Anzalone further noted that many of the patients he encounters are motivated by fear of missing out.

He said he worries about it because it prevents the children from paying attention to chores. It takes considerable mental effort to re-engage in what you’re doing, he explained.

“Think of using your screen as a diet. A little snacking (using screens) is not a problem, but overdoing it will result in future health problems, ”he said.

Anzalone added that social media also creates a “boredom paradox.” Because it is readily available, we never have to be bored, but at the same time, we have a lower threshold to deal with boredom.

“So when we are faced with a difficult or boring task, it is very easy for us to give in to the alluring siren call of social media,” he said.

It can also make anxiety worse if a person stays up late to talk to people online rather than getting enough sleep.

However, it’s not all bad news when it comes to screen time, according to Alice Good, PhD, senior lecturer in human-machine interaction and research methods at the School of Computing at the University of Portsmouth.

“The internet opens up opportunities never before available, including the acquisition of new skills and knowledge, enabling children to become independent learners,” Good said.

She explained that social media can create a sense of belonging in children, allowing them to feel socially connected, even if they are physically disconnected.

Additionally, she said video games can improve visual and mental skills.

Well, screen time isn’t inherently bad for kids. But, she said, it’s important to understand that there are different types of screen time. Parents need to be aware of the impact these types can have on children’s behavior and well-being.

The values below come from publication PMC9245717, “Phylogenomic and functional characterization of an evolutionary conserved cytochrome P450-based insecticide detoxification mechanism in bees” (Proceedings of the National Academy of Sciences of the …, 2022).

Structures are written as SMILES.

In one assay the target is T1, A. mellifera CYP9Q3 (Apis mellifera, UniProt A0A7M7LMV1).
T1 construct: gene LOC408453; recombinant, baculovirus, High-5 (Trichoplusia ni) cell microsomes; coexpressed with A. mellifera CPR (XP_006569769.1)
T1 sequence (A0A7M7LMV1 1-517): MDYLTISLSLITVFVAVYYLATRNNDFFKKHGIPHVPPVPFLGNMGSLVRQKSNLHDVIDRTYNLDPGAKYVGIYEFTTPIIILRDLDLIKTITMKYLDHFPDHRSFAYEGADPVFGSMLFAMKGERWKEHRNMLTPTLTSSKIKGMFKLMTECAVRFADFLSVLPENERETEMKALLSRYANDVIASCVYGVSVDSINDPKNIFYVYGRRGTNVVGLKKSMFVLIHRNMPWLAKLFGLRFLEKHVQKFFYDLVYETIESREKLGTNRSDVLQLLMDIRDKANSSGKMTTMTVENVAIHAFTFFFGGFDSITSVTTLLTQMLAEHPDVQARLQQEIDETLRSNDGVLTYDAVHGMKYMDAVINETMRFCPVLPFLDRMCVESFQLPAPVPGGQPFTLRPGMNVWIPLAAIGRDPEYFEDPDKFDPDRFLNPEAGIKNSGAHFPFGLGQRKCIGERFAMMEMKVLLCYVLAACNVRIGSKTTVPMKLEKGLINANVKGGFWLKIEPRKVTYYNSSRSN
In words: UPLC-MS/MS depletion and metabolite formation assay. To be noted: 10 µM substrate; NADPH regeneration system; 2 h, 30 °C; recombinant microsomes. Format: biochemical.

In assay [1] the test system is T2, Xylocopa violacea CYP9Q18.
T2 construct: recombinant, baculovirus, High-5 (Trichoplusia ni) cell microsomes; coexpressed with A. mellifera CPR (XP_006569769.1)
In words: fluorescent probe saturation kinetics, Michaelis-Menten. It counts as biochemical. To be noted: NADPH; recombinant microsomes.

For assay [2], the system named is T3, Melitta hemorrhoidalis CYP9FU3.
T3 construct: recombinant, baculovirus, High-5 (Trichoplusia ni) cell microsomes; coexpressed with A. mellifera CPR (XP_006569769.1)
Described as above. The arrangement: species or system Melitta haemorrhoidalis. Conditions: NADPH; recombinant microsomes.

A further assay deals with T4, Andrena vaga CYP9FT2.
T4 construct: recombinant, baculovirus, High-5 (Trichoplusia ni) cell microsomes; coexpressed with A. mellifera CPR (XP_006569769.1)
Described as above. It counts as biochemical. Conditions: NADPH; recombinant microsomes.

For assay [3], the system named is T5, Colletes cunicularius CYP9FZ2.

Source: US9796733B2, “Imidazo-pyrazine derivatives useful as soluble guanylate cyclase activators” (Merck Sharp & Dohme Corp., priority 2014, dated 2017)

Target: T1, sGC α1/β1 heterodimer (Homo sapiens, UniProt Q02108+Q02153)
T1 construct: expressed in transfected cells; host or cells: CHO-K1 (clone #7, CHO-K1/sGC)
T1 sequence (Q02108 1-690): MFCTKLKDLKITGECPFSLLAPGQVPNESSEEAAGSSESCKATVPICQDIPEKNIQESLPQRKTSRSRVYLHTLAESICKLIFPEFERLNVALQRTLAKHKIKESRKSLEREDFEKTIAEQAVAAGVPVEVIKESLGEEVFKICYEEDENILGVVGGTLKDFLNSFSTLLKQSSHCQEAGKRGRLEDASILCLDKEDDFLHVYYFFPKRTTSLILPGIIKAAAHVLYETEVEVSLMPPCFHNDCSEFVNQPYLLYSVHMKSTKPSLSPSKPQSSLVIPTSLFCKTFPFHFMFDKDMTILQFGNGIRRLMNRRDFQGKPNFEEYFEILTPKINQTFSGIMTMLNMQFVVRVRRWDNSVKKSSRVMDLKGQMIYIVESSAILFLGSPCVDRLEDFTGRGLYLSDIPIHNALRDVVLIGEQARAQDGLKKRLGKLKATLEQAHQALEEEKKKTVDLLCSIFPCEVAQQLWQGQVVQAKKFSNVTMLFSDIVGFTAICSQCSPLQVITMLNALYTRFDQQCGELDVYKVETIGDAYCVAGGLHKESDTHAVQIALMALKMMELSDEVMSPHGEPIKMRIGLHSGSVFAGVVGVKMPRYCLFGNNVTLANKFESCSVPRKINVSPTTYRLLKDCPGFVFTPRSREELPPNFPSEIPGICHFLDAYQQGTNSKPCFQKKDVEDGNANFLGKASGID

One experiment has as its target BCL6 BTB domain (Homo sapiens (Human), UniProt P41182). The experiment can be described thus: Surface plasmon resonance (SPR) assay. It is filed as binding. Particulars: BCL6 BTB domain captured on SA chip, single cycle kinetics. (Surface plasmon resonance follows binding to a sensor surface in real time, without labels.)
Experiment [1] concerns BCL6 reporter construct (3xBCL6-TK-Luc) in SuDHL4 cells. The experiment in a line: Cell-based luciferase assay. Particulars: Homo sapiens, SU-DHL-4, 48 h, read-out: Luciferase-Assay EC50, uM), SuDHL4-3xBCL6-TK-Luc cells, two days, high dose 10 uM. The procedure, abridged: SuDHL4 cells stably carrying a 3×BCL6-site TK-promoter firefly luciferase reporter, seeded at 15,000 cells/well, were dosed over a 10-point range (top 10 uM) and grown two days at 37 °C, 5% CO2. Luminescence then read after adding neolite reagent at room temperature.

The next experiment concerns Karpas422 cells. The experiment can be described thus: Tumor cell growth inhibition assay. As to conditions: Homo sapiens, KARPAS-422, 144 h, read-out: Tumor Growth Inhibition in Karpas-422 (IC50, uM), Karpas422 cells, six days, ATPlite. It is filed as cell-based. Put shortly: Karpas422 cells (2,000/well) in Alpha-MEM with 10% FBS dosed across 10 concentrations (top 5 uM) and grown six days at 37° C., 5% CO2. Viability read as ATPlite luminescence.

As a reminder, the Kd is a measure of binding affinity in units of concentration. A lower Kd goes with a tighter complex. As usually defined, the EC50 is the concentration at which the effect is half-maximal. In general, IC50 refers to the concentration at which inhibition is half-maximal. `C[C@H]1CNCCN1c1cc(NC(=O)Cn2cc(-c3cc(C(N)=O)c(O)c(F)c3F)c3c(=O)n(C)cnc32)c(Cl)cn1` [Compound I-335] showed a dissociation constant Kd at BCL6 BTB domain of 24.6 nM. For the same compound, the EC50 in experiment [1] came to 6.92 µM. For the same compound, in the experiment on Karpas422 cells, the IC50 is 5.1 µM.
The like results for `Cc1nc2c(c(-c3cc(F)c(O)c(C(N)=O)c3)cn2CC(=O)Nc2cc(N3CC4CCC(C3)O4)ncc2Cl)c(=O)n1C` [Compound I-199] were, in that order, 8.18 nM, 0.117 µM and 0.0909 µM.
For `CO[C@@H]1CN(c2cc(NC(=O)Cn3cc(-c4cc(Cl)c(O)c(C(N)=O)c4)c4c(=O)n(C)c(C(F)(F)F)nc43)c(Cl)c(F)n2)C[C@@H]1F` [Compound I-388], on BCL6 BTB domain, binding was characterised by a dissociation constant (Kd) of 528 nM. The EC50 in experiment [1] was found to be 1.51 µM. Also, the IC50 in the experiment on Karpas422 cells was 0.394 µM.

“As parents [try] To manage their child’s screen time, it is fundamental that screen time does not come at the expense of social interaction within the family and sufficient sleep and exercise, ”said Good. .

Anzalone said research indicates that limiting, but not eliminating, social media use to about 30 minutes per day has been shown to make “significant gains” in psychological well-being, including areas like health. loneliness and depression.

He recommended using apps, like Appdetox, self-control and concentration, to limit screen time.

He further recommended trying to start and end the day without any devices or social media.

In addition, it can be useful to set times when no devices are used and screenless areas in your home. He suggested that no cell phone at the table is a good idea.

Anzalone said that you can also follow the guidelines set by the American Academy of Pediatrics Family Media Plan to help your children set limits. This website allows you to create a detailed plan that you can share with your family.

Finally, Anzalone said parents and educators can work together to train children on how screen use affects mental health.

“We need to talk to our kids, not only about birds and bees, but also about Wi-Fi and 5G,” he concluded.